CCS C Software and Maintenance Offers
FAQFAQ   FAQForum Help   FAQOfficial CCS Support   SearchSearch  RegisterRegister 

ProfileProfile   Log in to check your private messagesLog in to check your private messages   Log inLog in 

CCS does not monitor this forum on a regular basis.

Please do not post bug Reports on this forum. Send them to support@ccsinfo.com

I2C Slave problem from >5.085
Goto page 1, 2  Next
 
Post new topic   Reply to topic    CCS Forum Index -> General CCS C Discussion
View previous topic :: View next topic  
Author Message
monsun



Joined: 17 Jan 2012
Posts: 15

View user's profile Send private message

I2C Slave problem from >5.085
PostPosted: Mon Mar 23, 2020 6:37 am     Reply with quote

I have a project which is working in the field on dozens of devices for 8 months. Project has uart communication, i2c master on SSP1 and i2c slave on SSP2 and is using CCS RTOS. It was first built on 5.085.
PIC24FV16KM202

After few months i needed to make other version of the same devices and I upgraded my compiler to 5.092 and started a slightly modified firmware on new compiler.

First I thought that i've made some bug changing program, but after two days of solving problem i found the problem is in compiler. I have looked through the listing and didn't find anything very different between those versions, but version from .092 is behaving strange as if it had some trouble keeping up with the i2c master clock.

I don't want now to put a code because it is too big to show it.
I'm using interrupt routine which is very similar to ex_slave
I'm using 4Mhz internal RC and master I2C is using 100khz.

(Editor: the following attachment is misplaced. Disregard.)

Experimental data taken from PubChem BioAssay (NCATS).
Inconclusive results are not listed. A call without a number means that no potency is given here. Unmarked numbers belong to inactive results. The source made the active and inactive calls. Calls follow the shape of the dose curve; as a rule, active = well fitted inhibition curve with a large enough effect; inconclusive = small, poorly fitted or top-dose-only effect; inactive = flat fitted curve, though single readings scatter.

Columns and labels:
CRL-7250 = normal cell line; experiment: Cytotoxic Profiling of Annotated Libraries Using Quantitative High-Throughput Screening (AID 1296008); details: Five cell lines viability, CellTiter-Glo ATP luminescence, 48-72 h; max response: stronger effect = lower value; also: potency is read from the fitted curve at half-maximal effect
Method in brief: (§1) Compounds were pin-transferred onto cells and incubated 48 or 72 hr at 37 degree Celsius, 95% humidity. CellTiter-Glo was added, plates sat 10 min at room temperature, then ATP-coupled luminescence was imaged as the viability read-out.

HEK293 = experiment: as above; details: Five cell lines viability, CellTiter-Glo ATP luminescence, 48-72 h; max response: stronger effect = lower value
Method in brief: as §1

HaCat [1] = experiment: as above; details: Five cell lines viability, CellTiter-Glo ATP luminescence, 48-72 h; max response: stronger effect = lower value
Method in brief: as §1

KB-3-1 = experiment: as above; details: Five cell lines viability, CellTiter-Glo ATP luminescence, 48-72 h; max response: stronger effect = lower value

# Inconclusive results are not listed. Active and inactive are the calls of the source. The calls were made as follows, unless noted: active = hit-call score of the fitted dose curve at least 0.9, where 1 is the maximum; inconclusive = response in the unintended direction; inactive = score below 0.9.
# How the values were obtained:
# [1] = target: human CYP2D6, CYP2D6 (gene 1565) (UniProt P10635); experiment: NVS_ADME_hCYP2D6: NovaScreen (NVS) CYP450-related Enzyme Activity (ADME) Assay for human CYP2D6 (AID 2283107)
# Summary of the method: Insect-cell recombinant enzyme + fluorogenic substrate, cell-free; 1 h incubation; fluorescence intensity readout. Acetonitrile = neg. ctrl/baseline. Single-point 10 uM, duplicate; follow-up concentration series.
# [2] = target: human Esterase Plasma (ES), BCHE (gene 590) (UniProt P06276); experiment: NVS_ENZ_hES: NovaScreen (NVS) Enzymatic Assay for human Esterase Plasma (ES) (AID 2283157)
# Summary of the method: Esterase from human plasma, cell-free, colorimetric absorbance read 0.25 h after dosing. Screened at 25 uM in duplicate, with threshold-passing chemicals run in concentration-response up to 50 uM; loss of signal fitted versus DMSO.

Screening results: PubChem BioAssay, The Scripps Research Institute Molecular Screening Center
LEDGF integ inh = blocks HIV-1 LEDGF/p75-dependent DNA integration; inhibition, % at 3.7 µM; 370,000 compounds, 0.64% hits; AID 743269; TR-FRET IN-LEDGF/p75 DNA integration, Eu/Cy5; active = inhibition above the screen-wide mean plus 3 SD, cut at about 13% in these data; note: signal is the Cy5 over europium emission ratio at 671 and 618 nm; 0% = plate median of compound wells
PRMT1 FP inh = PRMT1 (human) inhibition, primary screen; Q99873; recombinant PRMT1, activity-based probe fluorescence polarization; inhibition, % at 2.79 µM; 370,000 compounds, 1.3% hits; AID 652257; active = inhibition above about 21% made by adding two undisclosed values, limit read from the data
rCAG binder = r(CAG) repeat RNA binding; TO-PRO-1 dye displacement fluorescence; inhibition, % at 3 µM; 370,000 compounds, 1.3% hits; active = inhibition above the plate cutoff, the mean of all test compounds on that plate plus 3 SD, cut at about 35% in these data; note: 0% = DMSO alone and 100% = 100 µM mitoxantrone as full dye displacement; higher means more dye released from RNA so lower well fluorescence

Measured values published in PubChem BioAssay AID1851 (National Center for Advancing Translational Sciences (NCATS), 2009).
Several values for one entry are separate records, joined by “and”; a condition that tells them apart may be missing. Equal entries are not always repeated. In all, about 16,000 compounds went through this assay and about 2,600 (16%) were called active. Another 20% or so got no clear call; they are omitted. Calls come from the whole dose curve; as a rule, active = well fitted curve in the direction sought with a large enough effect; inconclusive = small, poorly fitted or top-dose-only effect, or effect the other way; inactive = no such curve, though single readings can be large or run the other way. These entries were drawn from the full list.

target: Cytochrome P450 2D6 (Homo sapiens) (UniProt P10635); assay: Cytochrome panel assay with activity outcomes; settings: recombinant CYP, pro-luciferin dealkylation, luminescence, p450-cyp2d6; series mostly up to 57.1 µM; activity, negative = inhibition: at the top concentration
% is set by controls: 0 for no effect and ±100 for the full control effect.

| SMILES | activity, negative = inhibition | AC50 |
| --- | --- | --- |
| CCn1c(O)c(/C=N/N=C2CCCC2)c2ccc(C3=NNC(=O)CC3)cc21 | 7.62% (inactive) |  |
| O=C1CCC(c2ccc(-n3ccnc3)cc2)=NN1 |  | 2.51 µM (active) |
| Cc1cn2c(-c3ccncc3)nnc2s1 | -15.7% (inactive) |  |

Anyone have any problems with I2C on >5.085
temtronic



Joined: 01 Jul 2010
Posts: 7349
Location: Greensville,Ontario

View user's profile Send private message

PostPosted: Mon Mar 23, 2020 7:00 am     Reply with quote

I have to ask, since you had working code with 5.085, WHY did you upgrade the compiler ?
Unless you needed some new features or functions ??

Hopefully someone that has those versions will respond soon.

I would go back to 5.085 and use it in the meantime.
monsun



Joined: 17 Jan 2012
Posts: 15

View user's profile Send private message

PostPosted: Mon Mar 23, 2020 7:13 am     Reply with quote

I've upgraded it because i it is slightly new project and i saw a lot of improvements in optimization and others and because of earlier problems with moving from .074 i just wanted to use fresh, newer and "better".

I've never had so many problems with CCS when i was working on version 4 as on 5.

And of course i move back to 5.085 with this one.
PCM programmer



Joined: 06 Sep 2003
Posts: 21064

View user's profile Send private message

PostPosted: Mon Mar 23, 2020 7:24 am     Reply with quote

Here are the listed changes to i2c functions in PCD since vs. 5.085:

5.092 i2c_transfer() functions fixed when using stream identifiers with functions in PCD.